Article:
Sunday, 11 August 2013

First ever Consumer Rights Protester is sent to Coventry?

This week a 20 foot high puppet of Lady Godiva constructed for the London 2012 Games made its return journey back to Coventry to where its 11th century namesake originated. Lady Godiva was an Anglo-Saxon noble woman who, according to legend, kept badgering her husband to reduce the taxes levied on the town’s people of Coventry. Eventually he gave in, on the condition she ride naked through the market place. So she got on her horse, let down her hair, covering most of her unclothed body, and set off into the town centre giving Leofric, her husband, no option but to free the town from all of its tolls. This he duly did apart from the tax on horses, the “car of choice” for the discerning Anglo Saxon.

 Hair raising cost of parking for Barnet residents 
 Fast forward to a set of 21st century motorists in North London. The people of Barnet recently won a victory over their local council, who had raised the cost of parking permits for both residents and visitors by 300%. Locals banded together and took the council to court resulting in a winning verdict with the judge, Mrs Justice Lang, ruling that Barnet Council had acted unlawfully. Councils do have powers under the 1984 Road Traffic Regulation Act but this said Mrs Lang, “ is not a fiscal measure”, and she went on to state that it did not mean that the local authority can use “its powers to charge local residents for parking in order to raise surplus revenue for other transport services.” In effect the council were using this as a “stealth tax” to subside other services.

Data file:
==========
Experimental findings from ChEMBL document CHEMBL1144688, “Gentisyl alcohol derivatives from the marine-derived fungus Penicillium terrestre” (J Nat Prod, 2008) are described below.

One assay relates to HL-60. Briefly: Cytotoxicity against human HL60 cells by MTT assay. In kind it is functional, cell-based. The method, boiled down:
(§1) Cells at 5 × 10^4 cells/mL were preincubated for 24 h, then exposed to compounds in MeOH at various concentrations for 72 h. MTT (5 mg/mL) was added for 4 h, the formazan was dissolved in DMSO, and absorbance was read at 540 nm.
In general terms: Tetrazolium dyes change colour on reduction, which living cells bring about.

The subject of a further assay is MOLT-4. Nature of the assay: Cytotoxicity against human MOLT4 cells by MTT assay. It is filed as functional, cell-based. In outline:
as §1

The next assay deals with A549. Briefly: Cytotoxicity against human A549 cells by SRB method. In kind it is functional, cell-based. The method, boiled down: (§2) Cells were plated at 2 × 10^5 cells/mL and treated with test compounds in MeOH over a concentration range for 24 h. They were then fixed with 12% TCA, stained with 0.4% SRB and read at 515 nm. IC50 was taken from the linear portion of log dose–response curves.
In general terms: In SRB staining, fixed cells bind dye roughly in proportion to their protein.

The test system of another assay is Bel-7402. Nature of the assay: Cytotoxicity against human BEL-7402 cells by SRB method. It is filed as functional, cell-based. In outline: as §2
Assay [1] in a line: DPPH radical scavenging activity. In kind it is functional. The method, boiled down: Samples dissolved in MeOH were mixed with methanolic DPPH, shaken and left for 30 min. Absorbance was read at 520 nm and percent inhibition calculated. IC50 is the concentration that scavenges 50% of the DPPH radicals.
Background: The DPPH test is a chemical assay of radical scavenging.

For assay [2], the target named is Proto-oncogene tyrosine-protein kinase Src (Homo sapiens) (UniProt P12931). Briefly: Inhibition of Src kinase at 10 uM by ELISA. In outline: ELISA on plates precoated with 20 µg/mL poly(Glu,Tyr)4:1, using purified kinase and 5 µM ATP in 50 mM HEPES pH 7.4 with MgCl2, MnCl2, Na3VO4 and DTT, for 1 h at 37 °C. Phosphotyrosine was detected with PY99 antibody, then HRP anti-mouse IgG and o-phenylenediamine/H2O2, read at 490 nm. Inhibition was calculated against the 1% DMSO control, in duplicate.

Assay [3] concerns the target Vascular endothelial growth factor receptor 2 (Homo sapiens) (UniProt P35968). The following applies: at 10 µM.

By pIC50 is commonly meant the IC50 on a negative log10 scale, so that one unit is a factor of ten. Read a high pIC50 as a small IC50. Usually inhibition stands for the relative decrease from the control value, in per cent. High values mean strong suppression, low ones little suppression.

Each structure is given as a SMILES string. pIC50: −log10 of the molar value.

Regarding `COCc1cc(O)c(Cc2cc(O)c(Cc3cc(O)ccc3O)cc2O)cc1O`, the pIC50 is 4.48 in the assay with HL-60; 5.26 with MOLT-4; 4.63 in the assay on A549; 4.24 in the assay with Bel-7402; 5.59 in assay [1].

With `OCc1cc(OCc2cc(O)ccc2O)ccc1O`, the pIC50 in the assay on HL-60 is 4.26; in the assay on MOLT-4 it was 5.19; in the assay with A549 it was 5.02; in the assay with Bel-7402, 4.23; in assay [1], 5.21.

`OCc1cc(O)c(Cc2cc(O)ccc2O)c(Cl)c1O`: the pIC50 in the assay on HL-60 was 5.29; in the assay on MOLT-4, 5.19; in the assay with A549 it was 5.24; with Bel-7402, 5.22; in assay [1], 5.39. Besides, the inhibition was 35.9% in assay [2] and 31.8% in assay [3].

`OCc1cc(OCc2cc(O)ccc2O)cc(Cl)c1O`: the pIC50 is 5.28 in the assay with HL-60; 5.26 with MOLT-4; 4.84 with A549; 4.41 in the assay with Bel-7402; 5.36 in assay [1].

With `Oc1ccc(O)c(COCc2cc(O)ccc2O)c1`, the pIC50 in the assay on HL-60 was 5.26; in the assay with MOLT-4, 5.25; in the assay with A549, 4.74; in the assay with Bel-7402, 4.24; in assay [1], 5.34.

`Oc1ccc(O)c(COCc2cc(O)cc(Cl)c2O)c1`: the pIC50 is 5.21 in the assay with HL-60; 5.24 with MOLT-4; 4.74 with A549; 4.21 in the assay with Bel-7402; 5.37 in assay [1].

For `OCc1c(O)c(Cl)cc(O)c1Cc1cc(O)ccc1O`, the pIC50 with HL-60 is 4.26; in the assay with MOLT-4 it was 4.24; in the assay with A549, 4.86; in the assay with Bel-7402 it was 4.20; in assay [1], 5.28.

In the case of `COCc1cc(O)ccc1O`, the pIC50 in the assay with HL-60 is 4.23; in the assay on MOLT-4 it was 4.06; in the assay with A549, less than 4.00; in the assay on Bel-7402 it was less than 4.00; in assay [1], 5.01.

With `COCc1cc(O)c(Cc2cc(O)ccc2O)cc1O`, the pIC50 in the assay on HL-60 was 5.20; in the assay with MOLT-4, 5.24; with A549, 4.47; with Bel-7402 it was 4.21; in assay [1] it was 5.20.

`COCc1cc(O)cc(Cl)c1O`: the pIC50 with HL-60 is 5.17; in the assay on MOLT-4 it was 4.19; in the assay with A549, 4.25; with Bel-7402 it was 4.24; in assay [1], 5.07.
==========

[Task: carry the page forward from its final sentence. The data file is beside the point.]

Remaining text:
The true cost of filling up? 
There seem to be a number of such stealth taxes hitting the headlines recently all squeezing income from consumers but not in a visually apparent way. Driving has to be one of the most easily taxed activities with a number of less apparent levies. The Original Fuel Protest group have an interesting calculator on their website where you can fill in details of the cost of your last petrol bill and it calculates how much you are paying in tax. After filling up a small family car recently, the shocking total tax bill came to £27.43 out of £46.01 worth of diesel.

The breakdown of costs were as follows;
Filling Station £1.71
Oil Company £16.87
Fuel Duty £19.76
VAT on Fuel £3.72
VAT on Fuel Duty £3.95

Whilst appreciating the need for a greener environment and reducing our dependence on fossil fuels, seeing the costs set out in black and white does give the average motorist, who needs a reliable form of transport for work as well as family and social events, quite a jolt. Not enough, you will be grateful to hear, to have me saddling up, donning the old birthday suit and trotting around the city centre in protest, but certainly keeping a close eye on other hidden levies that may just be around the corner. What stealth taxes have affected your consumer habits recently?


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